One of my favorite events of the year by far is Patriots Day. Observed on the third Monday in April as a state holiday in Massachusetts and Maine, Patriots Day official commemorates the events of April 19, 1775. On that day, British troops marched from Boston towards Concord in order to seize armaments stored by the defiant colonists and also maybe arrest a few of their leaders. With the word spread to the countryside by riders like Paul Revere, William Dawes, and Samuel Prescott, the colonists were ready to meet and face off against the British regulars on Lexington Green. This is where the famous if mysterious “Shot Heard ‘Round the World” was fired. The British troops later encountered more resistance at North Bridge in Concord, and found themselves harassed by colonials as they retreated back to Boston. These events initiated the American Revolution which eventually led to the American colonies declaring and fighting for Independence.
For nine years I’ve sworn to myself I would arise early and go to Lexington to see the reenactment, and for nine years I’ve failed to do so. This year I thought I would get up at 4 am and ride my bike to Lexington (thus not only getting a good ride but also not having to worry about parking), but I have some very good excuses for not doing so. First of all I’ve been feeling sick the past week, spending pretty much all of Sunday in bed. Second, the weather here in Massachusetts has been absolutely wet and miserable and not amenable to bike rides, battle reenactments, nor parades. I felt guilty about not getting out and participating but I found out after the fact on Tuesday that the reenactments and parades in both Lexington and Concord were canceled due to the extremely bad weather. I’m glad I didn’t haul myself out there and find out on the spot.
Last year I took the commuter train to the more reasonably timed Concord reenactment and parade. If I can find my photographs from last year I will post them here because it was a fun day. Paul Revere’s famous ride is also reenacted annually and its pretty cool because “Revere” passes right near our house in Somerville, stopping at Paul Revere Beverage for a brew. It’s actually a little underwhelming if you’ve been waiting a long time to finally see the single rider accompanied by police escort and a trailer with fresh horses. I have photos of the ride as well that I should dig up.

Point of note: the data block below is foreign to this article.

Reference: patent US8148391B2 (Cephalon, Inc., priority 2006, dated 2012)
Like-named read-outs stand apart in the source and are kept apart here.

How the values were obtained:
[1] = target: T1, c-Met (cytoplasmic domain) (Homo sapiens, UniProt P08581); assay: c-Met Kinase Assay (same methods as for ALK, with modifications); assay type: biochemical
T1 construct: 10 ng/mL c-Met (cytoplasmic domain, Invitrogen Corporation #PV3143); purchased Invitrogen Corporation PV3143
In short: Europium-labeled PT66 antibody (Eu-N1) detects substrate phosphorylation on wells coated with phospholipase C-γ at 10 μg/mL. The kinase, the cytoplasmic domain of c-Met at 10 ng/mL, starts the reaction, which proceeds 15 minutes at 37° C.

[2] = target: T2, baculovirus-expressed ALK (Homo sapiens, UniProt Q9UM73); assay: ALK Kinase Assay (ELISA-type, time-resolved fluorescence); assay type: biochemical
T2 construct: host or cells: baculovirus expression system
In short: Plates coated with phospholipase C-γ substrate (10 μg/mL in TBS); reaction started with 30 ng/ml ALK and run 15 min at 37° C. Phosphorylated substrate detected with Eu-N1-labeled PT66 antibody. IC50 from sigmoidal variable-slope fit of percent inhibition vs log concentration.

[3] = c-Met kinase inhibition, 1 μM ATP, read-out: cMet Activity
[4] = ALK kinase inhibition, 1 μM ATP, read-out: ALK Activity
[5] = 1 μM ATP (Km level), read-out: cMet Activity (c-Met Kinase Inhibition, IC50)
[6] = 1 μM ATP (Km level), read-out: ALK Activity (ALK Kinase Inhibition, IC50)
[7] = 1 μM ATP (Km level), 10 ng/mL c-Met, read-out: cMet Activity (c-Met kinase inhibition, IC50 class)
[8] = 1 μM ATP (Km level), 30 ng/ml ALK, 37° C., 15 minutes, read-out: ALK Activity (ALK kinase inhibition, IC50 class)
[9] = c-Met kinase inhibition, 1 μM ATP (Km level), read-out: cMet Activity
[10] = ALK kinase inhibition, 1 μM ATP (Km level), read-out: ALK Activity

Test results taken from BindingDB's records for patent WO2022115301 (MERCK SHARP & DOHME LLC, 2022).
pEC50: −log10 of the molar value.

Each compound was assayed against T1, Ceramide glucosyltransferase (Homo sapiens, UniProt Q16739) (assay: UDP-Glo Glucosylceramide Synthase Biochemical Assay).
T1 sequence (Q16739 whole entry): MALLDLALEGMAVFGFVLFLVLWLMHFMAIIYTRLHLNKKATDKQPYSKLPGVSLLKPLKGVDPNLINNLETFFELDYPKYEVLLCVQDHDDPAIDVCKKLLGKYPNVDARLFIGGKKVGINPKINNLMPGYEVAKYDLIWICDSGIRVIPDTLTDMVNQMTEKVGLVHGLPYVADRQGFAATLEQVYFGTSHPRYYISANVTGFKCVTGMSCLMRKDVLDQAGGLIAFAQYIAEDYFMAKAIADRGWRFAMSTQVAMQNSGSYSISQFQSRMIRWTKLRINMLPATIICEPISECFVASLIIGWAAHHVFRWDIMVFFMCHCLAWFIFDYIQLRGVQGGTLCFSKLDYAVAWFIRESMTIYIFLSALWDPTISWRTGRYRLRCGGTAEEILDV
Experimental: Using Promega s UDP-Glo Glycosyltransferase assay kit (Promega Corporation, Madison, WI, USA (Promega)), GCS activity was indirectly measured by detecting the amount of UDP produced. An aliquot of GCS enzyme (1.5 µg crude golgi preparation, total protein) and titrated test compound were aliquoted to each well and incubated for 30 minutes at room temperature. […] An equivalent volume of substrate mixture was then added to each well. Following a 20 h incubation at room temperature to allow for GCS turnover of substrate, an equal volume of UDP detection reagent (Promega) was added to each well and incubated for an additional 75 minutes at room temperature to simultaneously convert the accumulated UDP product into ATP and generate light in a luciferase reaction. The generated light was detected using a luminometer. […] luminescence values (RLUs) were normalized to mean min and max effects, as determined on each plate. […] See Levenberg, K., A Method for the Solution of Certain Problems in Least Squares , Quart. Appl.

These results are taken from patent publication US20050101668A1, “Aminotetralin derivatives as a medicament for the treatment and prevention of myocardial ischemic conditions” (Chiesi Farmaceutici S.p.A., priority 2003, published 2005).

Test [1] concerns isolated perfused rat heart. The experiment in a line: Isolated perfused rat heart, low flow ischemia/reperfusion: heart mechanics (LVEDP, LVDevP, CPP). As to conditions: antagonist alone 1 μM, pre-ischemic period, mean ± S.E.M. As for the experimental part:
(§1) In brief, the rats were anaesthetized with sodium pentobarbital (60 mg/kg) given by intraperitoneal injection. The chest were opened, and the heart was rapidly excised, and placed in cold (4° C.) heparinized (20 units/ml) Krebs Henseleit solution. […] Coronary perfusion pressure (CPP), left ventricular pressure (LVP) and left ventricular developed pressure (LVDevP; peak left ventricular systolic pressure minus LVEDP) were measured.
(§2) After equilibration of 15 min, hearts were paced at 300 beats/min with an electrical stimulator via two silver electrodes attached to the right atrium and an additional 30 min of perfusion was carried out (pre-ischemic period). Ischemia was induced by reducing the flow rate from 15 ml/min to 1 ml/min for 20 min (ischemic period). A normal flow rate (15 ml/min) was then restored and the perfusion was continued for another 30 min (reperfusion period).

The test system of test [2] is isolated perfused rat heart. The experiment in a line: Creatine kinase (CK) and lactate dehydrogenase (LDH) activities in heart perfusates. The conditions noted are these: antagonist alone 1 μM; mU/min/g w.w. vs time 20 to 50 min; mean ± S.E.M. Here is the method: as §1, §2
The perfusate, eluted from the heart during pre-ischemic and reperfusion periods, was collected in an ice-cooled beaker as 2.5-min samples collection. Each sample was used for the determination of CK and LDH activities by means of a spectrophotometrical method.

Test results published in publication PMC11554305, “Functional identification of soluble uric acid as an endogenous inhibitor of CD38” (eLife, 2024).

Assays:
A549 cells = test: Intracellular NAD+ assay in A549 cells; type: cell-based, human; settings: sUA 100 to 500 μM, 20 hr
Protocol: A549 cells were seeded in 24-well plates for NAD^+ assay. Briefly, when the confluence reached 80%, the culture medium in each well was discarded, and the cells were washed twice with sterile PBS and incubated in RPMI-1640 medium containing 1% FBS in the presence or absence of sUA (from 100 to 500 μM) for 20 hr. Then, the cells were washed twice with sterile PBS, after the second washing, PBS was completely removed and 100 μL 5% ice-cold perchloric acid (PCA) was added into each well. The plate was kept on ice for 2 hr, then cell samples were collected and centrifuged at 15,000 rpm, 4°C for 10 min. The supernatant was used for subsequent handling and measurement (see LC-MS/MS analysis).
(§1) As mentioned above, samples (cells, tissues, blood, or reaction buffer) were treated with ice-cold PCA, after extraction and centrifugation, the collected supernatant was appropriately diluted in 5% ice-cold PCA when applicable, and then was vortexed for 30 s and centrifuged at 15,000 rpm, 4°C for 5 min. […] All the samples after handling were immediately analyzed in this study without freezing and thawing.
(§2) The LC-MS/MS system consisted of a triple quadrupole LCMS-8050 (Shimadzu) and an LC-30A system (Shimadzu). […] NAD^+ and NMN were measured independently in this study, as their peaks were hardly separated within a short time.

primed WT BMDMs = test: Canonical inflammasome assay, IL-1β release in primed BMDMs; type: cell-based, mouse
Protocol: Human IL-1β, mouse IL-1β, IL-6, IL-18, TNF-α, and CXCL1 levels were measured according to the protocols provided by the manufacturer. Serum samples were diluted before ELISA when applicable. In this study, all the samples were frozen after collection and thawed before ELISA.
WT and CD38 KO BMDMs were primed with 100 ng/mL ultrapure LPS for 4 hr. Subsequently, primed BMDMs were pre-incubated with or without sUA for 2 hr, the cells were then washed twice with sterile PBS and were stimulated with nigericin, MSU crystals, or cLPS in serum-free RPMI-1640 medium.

Update: Concord photo album. My favorite:
Patriots Day is also the date for the running of the Boston Marathon. This is a great event not just because it’s the oldest regularly scheduled marathon in America, but also because of the effect it has on the local people. Bostonians who are reserved and cranky the rest of the year become extremely outgoing and friendly while watching the race. While world class runners participate in the prestigious marathon, most people are there to watch the ordinary folk who run for charity, for self-esteem, or just for fun. Spectators line pretty much the entire marathon route shouting enthusiastic support for each and every runner who passes by. Runners have said that it’s near impossible to drop out of the Boston Marathon because spectators encouragingly push them back on the race course. Despite feeling a guilty obligation to support the runners in the mini-typhoon, I stayed at home this year for the marathon too.
It’s too bad Patriots Day is not a national holiday. It would be a great opportunity for Americans to learn about our history. It also would be a great break for American worker bees to avoid consumerism for a day and spend time with family, friends, and community. Patriots Day in April would contribute to a nice pattern of patriotic holidays every other month from February to September (Washington’s Birthday — Patriots Day — Memorial Day — Independence Day — Labor Day).
Here are some resources for Patriots Day:
- Mass Moments tells the story in Battle Begins on Lexington Common.
- Minuteman National Historical Park and Boston National Historical Park are open year round and well worth visiting.
- There’s also good visitor information available from the Chambers of Commerce in Lexington and Concord.
- You can follow Paul Revere from his house to the Old North Church to Buckman Tavern or parallel his ride on your own metal steed along the Minuteman Bikeway. Or just read Henry Wadsworth Longfellow’s famous if exaggerated poem “Paul Revere’s Ride”. And don’t forget about William Dawes.
- Come back to Boston along the Battle Road.
- Boston 1775 is an awesome blog dedicated to “History, analysis, and unabashed gossip about the start of the American Revolution in Massachusetts.”